People crowded into the Frank Center Theater while a warm spring day was in the offing outside.
"I mean, gosh, we should be outdoors," said Hamlisch, who grumbled about the nonstop rains he had to endure in New York last week.
"But I will do the best I can," Hamlisch said.
Hamlisch's achievements include winning four Grammys, three Oscars and the Pulitzer Prize. In 1994, Hamlisch was the musical director and manager of Barbra Streisand's U.S. tour.
About 500 people paid $50 a ticket to hear Hamlisch. His performance was to raise money for the school's new Fazioli piano, a rare Italian-made piano known for its luxurious range of sound.
After a few opening lines, Hamlisch sat down to the long, elegant piano.
It was only Hamlisch and the instrument, which was backlit in a soft blueish color, on stage.
Hamlisch took to the keyboard, his clear, crisp notes rolling and tumbling over each other. He moved occasionally to the lower end of the piano, his arms barely moving at times but churning out deep, rumbling sounds.
The crowd responded with eager applause and clapped along on "They're Playing Our Song."
In Hamlisch's "Rent-A-Composer" segment, audience members were invited to come up with a song title, for which Hamlisch would formulate a song.
In humorous exchanges with the audience, Hamlisch passed on one woman's suggested song title about a dog and another one's title "Hot Ice." He then took interest in a woman's suggested song title of "Love is Eternal."
"If there are any divorce attorneys here, they will want to shoot you," Hamlisch said.
Hamlisch then launched into the on-the-spot composition, setting the scene with a man who comes home to his wife at 2 a.m. with lipstick "over here and over there."
"That's when Hillary had to be tough with Bill," Hamlisch sang.
In another exchange with the crowd, Hamlisch said people often ask him how a song is written. Sometimes, the song comes as a result of a title, Hamlisch said.
Such was the case with "The Way We Were," the classic song that Streisand helped make popular in the 1973 film of the same title. Hamlisch said when he heard the title, he knew where to go with the song.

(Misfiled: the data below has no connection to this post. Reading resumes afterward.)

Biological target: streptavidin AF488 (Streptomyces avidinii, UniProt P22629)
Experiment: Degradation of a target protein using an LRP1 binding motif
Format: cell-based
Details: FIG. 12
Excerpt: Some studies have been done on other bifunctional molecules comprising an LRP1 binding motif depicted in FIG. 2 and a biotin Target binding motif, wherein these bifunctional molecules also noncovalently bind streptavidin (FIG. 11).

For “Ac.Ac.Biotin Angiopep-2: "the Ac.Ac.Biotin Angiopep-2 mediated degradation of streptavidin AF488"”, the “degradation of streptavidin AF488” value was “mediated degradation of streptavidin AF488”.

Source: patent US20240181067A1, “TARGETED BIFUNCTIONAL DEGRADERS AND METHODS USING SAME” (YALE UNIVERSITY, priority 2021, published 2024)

"I could practically hear the notes," Hamlisch said.
His performance was divided into two sets. He closed out the first set with "The Way We Were."
Audience members were impressed with Hamlisch's performance.
"Excellent" was how Shepherdstown resident Chris Polank described the first set.
"I didn't expect the type of entertainment we received for a composer. He's a genius," Polank said.
"I think he's incredible," said Cathy Murray of Shepherdstown.
Hamlisch's appearance was part of Shepherd College's "Year of the Piano," the highlight of which is the school's effort to raise money to buy the Fazioli piano.
Shepherd officials said the school could be the first on the East coast to own such a piano.
Mark McCoy, chairperson of Shepherd's music department, has declined to say how much Shepherd had to pay for the piano, but they retail for about $140,000.
The school was able to get a good deal on its Fazioli from a Leesburg, Va., shop known as The Piano Co., McCoy has said.
At the beginning of Sunday's performance, McCoy told the crowd that the music department is only about $8,000 shy of the money it needs to pay for the Fazioli.
"I think that's a great testament to the folks of Shepherdstown," McCoy said.
Hamlisch's performance was one in a series of "Year of the Piano" concerts. The final concert will be April 30 when the Shepherd College Wind Ensemble and pianist Scott Beard will perform George Gershwin's "Rhapsody in Blue" beginning at 8 p.m.
Tickets are still available for the show. For more information, call 304-876-5555.